Desjardins gets serious about security

Desjardins Group seems to be on a security kick these days. Not only is the Quebec-based financial institution changing its internal IT equipment for greater protection, it’s also updating its automated teller machines (ATMs).

Earlier this year the credit union signed a $20 million agreement with IBM Canada Ltd. that would see Big Blue provide 600 Wincor Nixdorf ATMs that have anti-skimming and cheque image-capture capabilities.

According to Lindsay Hunt, business unit executive of IBM Canada’s self-service group in Toronto, these features make automated banking that much safer for Desjardins’ members.

The anti-skimming technology essentially senses changes in the magnetic field in front of that ATM, so card-skimming equipment attached to the machine by fraudsters would be detected. This could become important as skimming technology becomes increasingly difficult for ATM users to detect. “There is technology now that we have seen that is about as thin as a piece of ribbon that [fraudsters] can stick over the card slot,” Hunt said.

Cheque image-capture, the second Wincor security feature, scans cheques deposited into the ATMs, verifying the authenticity of each inserted document. This lets ATM operators provide instant cheque cashing, Hunt said. Banks could even go so far as to link pictures of the customer using the ATM to the cheque image for further scrutiny.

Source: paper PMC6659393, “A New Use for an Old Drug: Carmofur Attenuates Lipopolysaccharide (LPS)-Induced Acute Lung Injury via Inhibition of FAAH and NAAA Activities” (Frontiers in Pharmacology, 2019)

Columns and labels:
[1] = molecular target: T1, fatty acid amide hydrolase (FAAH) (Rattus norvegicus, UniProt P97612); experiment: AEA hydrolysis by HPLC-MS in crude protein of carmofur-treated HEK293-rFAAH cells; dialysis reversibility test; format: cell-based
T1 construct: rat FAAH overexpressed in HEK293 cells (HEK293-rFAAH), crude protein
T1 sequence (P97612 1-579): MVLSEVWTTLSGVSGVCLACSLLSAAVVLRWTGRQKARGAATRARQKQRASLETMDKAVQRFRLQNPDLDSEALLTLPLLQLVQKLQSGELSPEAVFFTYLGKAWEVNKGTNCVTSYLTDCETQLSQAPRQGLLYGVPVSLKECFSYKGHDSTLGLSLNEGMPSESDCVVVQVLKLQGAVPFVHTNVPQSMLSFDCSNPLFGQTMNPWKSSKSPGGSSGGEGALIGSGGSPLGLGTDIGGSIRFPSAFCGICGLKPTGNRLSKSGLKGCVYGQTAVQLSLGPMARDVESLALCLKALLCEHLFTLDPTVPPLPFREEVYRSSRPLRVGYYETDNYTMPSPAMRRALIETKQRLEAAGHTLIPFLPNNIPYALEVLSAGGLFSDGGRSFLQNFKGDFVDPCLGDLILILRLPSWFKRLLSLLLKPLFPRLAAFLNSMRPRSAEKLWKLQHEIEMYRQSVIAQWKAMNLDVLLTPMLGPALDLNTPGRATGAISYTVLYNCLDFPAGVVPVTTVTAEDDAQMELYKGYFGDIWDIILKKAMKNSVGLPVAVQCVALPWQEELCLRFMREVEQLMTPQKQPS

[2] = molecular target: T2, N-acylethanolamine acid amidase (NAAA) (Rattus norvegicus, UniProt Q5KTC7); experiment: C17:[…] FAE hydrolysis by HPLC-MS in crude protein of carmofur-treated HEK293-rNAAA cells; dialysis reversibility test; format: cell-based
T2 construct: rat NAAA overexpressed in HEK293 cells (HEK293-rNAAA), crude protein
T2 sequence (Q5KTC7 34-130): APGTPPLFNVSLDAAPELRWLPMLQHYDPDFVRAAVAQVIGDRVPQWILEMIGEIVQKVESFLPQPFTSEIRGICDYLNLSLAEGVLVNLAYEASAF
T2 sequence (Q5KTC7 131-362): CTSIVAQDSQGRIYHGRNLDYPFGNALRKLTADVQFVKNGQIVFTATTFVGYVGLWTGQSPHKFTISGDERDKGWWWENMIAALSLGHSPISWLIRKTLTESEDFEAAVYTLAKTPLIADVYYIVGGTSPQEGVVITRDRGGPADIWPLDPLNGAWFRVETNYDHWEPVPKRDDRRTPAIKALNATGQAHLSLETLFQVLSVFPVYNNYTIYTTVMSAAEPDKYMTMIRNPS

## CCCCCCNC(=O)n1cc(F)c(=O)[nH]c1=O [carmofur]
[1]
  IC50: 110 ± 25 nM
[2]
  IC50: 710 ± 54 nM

“You could choose to route that cheque, as well as a photograph of the customer, directly to a call centre that specializes in cheque cashing, and make your decision in the same manner you would in a live branch,” Hunt said. “You could probably have a more disciplined, higher-quality process with experts at a central site, than you would have with large numbers of tellers having to make that decision down at the branch level.”

So far, however, none of IBM’s customers have installed such a comprehensive system. Hunt said it would require plenty of work on the financial institution’s internal IT and business processes.

Michel Sawyer, Desjardins’ vice-president, development, said his company isn’t using all of the high-end security options on the Wincor Nixdorf devices just yet. But the firm has started installing the ATMs. Desjardins is in the pilot phase now.

“It is going well,” Sawyer said, adding that the credit union still has to analyze the data from the pilot before stamping “pass” on the devices. “They are stable, and appreciated for their look.” He explained that the new machines are replacing some models that have as many as 15 years of service under their keypads.

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